The "Beatnik" era

The term "Beatnik" was coined by Herb Caen of the San Francisco Chronicle on 2 April 1958, a play on the name of the recent Russian satellite Sputnik. Caen's coining of this term appeared to suggest that beatniks were (1) "far out of the mainstream of society" and (2) "possibly pro-Communist". His column reads as follows: "...Look magazine, preparing a picture spread on S.F.'s Beat Generation (oh, no, not AGAIN!), hosted a party in a No. Beach house for 50 Beatniks, and by the time word got around the sour grapevine, over 250 bearded cats and kits were on hand, slopping up Mike Cowles' free booze. They're only Beat, y'know, when it comes to work ..." Caen's new term stuck and became the popular label associated with a new stereotype of men with goatees and berets playing bongos while free-spirited women wearing black leotards dance.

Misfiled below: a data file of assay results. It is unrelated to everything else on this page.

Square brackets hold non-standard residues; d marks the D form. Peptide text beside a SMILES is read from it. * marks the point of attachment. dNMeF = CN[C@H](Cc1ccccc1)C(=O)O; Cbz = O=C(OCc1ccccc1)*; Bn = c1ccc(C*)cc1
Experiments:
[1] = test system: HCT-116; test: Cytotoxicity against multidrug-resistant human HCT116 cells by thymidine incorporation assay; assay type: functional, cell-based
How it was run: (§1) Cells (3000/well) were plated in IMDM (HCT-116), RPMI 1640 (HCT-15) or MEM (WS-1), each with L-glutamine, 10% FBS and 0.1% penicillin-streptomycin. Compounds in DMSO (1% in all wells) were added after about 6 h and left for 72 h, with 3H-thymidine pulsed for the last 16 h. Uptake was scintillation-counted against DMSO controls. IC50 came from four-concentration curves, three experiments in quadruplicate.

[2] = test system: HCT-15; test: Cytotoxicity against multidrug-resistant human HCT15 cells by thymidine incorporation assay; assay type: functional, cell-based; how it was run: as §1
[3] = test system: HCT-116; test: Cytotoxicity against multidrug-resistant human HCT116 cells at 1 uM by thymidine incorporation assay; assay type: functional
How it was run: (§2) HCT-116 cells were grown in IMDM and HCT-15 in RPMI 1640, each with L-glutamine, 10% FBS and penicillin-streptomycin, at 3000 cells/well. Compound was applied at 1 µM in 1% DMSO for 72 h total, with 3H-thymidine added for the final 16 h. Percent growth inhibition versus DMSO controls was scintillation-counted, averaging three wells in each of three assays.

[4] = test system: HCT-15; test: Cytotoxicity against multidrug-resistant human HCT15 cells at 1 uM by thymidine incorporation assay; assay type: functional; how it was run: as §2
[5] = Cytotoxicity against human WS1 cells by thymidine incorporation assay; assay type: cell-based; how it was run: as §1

An early example of playing up to the "beatnik stereotype" occurred in Vesuvio's (a bar in North Beach) which employed the artist Wally Hedrick to sit in the window dressed in full beard, turtleneck, and sandals and create improvisational drawings and paintings; by 1958 tourists to San Francisco could take bus tours to view the North Beach Beat scene. A variety of other small businesses also sprang up exploiting (and/or satirizing) the new craze. In 1959, Fred McDarrah started a "Rent-a-Beatnik" service in New York, taking out ads in The Village Voice and sending Ted Joans and friends out on calls to read poetry. The image of the beatnik appeared in many cartoons, movies, and TV shows of the time, perhaps the most famous being Bob Denver's character Maynard G. Krebs in The Many Loves of Dobie Gillis. (1959-63)